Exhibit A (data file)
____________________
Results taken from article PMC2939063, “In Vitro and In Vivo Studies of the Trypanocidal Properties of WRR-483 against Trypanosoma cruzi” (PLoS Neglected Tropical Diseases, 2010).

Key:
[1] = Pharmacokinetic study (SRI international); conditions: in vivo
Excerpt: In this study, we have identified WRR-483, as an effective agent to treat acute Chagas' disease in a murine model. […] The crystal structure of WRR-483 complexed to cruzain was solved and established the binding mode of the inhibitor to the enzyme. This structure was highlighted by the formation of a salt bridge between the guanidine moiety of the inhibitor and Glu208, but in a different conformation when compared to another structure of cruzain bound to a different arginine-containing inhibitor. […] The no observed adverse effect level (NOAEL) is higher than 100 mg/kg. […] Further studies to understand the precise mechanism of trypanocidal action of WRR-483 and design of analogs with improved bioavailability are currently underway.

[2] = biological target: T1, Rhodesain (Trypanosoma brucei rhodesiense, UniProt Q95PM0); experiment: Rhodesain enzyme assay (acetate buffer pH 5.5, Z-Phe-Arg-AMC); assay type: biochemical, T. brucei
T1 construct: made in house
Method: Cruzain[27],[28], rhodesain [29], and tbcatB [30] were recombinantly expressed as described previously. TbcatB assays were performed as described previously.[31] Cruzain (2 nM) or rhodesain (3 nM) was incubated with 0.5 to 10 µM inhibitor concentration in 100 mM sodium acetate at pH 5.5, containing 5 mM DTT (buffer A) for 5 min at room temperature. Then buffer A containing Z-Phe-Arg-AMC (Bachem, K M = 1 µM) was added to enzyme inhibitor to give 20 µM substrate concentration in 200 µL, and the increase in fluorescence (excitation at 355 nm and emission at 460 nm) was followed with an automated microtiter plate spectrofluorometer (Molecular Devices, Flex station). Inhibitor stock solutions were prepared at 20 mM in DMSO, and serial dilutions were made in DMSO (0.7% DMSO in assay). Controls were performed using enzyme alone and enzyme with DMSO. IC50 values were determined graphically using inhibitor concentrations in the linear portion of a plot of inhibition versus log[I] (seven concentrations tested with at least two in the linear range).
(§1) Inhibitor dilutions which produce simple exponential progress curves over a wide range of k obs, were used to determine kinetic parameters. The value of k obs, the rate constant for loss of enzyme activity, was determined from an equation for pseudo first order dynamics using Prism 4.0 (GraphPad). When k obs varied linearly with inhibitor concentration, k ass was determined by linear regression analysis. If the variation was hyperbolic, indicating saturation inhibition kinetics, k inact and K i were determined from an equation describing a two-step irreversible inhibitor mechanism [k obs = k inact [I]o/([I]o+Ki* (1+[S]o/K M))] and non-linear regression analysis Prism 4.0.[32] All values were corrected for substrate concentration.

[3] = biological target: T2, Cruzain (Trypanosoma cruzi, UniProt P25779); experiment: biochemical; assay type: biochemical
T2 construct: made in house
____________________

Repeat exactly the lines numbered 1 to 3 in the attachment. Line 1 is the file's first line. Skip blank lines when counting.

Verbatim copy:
Results taken from article PMC2939063, “In Vitro and In Vivo Studies of the Trypanocidal Properties of WRR-483 against Trypanosoma cruzi” (PLoS Neglected Tropical Diseases, 2010).

Key:
[1] = Pharmacokinetic study (SRI international); conditions: in vivo